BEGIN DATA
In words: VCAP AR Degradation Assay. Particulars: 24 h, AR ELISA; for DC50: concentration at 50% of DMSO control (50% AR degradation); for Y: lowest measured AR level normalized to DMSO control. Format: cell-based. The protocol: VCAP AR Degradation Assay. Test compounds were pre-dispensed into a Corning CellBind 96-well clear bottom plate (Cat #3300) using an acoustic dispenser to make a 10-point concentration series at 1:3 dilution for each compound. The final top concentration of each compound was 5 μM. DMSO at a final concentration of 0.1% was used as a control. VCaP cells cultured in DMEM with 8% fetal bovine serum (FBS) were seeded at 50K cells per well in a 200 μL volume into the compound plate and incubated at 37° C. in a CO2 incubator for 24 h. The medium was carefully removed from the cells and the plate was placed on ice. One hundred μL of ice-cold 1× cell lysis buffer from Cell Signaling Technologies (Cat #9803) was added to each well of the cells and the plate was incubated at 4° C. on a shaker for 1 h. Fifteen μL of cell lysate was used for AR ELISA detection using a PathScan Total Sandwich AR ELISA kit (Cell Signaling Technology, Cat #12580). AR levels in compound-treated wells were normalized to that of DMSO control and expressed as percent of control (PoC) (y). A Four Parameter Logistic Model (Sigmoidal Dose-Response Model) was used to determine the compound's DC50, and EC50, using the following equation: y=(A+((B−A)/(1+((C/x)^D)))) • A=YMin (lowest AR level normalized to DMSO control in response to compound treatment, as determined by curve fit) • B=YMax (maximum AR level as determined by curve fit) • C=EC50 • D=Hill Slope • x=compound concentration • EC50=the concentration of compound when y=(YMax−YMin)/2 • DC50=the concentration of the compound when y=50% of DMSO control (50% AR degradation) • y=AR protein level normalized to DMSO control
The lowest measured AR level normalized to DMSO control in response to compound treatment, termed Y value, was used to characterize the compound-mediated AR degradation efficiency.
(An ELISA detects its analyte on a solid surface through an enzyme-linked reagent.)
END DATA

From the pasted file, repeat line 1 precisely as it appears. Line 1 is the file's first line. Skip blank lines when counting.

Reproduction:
In words: VCAP AR Degradation Assay. Particulars: 24 h, AR ELISA; for DC50: concentration at 50% of DMSO control (50% AR degradation); for Y: lowest measured AR level normalized to DMSO control. Format: cell-based. The protocol: VCAP AR Degradation Assay. Test compounds were pre-dispensed into a Corning CellBind 96-well clear bottom plate (Cat #3300) using an acoustic dispenser to make a 10-point concentration series at 1:3 dilution for each compound. The final top concentration of each compound was 5 μM. DMSO at a final concentration of 0.1% was used as a control. VCaP cells cultured in DMEM with 8% fetal bovine serum (FBS) were seeded at 50K cells per well in a 200 μL volume into the compound plate and incubated at 37° C. in a CO2 incubator for 24 h. The medium was carefully removed from the cells and the plate was placed on ice. One hundred μL of ice-cold 1× cell lysis buffer from Cell Signaling Technologies (Cat #9803) was added to each well of the cells and the plate was incubated at 4° C. on a shaker for 1 h. Fifteen μL of cell lysate was used for AR ELISA detection using a PathScan Total Sandwich AR ELISA kit (Cell Signaling Technology, Cat #12580). AR levels in compound-treated wells were normalized to that of DMSO control and expressed as percent of control (PoC) (y). A Four Parameter Logistic Model (Sigmoidal Dose-Response Model) was used to determine the compound's DC50, and EC50, using the following equation: y=(A+((B−A)/(1+((C/x)^D)))) • A=YMin (lowest AR level normalized to DMSO control in response to compound treatment, as determined by curve fit) • B=YMax (maximum AR level as determined by curve fit) • C=EC50 • D=Hill Slope • x=compound concentration • EC50=the concentration of compound when y=(YMax−YMin)/2 • DC50=the concentration of the compound when y=50% of DMSO control (50% AR degradation) • y=AR protein level normalized to DMSO control